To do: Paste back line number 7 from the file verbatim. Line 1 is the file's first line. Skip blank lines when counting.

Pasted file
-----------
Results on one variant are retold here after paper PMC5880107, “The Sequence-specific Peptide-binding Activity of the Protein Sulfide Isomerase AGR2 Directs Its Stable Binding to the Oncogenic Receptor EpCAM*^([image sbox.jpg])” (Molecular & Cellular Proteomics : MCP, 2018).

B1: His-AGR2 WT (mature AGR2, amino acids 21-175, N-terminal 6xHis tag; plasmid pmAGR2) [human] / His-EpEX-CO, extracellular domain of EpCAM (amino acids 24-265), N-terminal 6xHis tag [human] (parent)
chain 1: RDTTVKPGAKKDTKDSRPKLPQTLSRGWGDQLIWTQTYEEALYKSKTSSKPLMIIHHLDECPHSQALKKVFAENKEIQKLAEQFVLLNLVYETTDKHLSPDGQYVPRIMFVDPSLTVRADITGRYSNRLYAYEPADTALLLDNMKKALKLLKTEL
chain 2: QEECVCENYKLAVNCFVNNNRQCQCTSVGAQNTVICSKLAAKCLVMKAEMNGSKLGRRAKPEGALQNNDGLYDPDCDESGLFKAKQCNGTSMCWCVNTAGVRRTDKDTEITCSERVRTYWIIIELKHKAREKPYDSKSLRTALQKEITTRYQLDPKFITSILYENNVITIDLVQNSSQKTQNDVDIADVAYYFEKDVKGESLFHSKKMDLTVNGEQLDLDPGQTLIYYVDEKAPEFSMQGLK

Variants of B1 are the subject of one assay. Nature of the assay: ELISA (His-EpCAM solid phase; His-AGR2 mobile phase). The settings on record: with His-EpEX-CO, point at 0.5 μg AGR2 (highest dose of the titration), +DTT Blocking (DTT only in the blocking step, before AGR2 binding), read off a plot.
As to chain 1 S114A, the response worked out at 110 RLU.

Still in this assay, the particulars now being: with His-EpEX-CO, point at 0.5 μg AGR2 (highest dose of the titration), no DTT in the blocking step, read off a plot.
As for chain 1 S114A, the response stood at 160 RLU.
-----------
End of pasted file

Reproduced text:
Still in this assay, the particulars now being: with His-EpEX-CO, point at 0.5 μg AGR2 (highest dose of the titration), no DTT in the blocking step, read off a plot.